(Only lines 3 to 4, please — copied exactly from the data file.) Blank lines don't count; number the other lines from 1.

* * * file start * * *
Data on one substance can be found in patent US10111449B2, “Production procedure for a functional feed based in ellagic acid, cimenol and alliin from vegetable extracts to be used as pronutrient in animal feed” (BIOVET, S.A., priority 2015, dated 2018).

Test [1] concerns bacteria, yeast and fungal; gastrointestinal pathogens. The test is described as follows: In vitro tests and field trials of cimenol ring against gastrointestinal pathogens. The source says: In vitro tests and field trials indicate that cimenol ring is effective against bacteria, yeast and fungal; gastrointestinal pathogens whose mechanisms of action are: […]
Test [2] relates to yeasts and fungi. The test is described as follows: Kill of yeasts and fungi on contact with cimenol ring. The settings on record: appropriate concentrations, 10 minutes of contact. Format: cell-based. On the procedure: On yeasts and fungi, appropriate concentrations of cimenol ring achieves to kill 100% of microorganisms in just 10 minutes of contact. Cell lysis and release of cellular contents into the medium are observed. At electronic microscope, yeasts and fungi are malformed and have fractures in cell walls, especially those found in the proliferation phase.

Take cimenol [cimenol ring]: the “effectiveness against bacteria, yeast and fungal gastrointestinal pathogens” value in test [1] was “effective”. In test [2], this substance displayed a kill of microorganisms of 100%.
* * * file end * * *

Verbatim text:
Test [2] relates to yeasts and fungi. The test is described as follows: Kill of yeasts and fungi on contact with cimenol ring. The settings on record: appropriate concentrations, 10 minutes of contact. Format: cell-based. On the procedure: On yeasts and fungi, appropriate concentrations of cimenol ring achieves to kill 100% of microorganisms in just 10 minutes of contact. Cell lysis and release of cellular contents into the medium are observed. At electronic microscope, yeasts and fungi are malformed and have fractures in cell walls, especially those found in the proliferation phase.

Take cimenol [cimenol ring]: the “effectiveness against bacteria, yeast and fungal gastrointestinal pathogens” value in test [1] was “effective”. In test [2], this substance displayed a kill of microorganisms of 100%.